It's Not Just Muslims Buying Certified Halal
"Halal" is an Arabic word that means "permissible" and is typically used to describe what foods are acceptable to eat for Muslims. Properly prepared halal meats must come from animals that are healthy when they are slaughtered. The slaughter must take place in a specific manner that includes draining all of the animal's blood. Many people confuse Kosher with Halal as they are similar – but different. Halal is often used to describe Islamic dietary laws, but it can be used to refer to anything in the world permitted by Islam. Halal forbids all alcohol consumption, while Kosher allows the consumption of alcohols that are certified to be Kosher. Some seafood such as shellfish that has lived its entire life in the water is allowed in Halal, while shellfish is forbidden in Kosher.
Zabihah is a website that claims it is the original and world’s largest guide to Halal markets and restaurants all over the globe. And of course there is the Islamic Food and Nutrition Council of America, which certifies halal food and promotes education on the topic, that estimate that Halal sales will hit $20 billion this year. Nielsen estimates that sales in grocery and cstores reached $1.9 billion in the 12 months through August, a 15 percent increase from 2012.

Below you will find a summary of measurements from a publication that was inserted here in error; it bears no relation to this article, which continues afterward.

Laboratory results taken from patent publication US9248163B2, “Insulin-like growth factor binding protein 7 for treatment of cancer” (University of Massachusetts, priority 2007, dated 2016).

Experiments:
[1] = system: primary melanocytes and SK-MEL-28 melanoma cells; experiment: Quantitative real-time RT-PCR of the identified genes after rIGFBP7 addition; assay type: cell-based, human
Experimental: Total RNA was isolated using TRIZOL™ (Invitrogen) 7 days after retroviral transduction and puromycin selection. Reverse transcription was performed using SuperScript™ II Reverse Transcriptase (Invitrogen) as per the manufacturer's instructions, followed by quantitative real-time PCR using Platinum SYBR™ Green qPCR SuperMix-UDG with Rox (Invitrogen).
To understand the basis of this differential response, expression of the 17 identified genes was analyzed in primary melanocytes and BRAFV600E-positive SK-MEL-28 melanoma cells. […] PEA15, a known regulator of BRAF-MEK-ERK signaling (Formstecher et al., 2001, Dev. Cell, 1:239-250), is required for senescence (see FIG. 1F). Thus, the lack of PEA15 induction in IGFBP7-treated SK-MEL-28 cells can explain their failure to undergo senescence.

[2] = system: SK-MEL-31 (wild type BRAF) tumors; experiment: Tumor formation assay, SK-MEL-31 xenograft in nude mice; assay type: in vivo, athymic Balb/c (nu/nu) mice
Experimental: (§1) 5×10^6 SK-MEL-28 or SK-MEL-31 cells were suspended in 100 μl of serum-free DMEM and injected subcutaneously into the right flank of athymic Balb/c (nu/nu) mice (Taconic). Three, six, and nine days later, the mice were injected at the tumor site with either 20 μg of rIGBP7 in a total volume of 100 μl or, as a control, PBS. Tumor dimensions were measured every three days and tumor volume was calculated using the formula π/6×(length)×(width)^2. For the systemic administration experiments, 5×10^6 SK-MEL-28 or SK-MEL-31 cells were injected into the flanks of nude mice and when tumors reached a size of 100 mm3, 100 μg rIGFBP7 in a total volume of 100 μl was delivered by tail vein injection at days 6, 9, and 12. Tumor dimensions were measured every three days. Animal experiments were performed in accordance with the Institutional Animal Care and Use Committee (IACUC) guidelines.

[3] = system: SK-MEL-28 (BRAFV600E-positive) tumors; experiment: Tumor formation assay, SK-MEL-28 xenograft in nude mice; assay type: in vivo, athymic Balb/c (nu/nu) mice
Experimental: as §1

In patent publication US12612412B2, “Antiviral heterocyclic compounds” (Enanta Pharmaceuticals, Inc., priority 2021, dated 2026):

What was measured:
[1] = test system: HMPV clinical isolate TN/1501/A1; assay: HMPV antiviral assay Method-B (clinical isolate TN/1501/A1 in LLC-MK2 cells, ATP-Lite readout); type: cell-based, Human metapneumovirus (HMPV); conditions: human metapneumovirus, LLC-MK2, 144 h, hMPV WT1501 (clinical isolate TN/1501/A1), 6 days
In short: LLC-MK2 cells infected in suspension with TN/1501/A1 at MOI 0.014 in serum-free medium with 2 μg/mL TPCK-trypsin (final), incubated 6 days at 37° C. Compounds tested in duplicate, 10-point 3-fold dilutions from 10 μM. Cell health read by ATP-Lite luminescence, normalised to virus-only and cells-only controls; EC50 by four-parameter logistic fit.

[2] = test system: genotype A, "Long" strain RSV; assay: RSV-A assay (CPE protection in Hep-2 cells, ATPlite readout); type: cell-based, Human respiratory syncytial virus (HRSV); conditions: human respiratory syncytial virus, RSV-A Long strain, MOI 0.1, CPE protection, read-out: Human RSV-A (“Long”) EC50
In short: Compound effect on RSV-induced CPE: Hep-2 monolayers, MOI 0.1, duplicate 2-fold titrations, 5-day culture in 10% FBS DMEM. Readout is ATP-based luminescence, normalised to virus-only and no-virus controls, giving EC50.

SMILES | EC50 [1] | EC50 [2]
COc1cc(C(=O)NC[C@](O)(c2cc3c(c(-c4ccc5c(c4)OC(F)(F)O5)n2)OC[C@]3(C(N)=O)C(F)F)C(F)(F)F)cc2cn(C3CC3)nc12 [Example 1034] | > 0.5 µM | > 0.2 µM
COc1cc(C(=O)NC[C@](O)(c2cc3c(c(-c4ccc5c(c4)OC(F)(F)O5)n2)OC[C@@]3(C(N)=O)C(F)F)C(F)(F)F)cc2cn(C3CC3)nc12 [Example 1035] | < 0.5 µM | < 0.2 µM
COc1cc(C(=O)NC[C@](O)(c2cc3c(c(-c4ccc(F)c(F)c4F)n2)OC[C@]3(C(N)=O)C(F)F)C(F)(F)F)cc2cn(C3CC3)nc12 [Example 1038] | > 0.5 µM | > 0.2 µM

According to Pew Research, there were 3.3 million U.S. Muslims last year, but the number’s projected to grow to 8.1 million by 2050 – but its not just Muslims who are buying foods certified as Halal. It’s Millennials who care about the planet, animal welfare and have taken a much more holistic approach to our foods than any other generation. Basically to eat what is "good" - that is, what is pure, clean, wholesome, nourishing, and pleasing to the taste.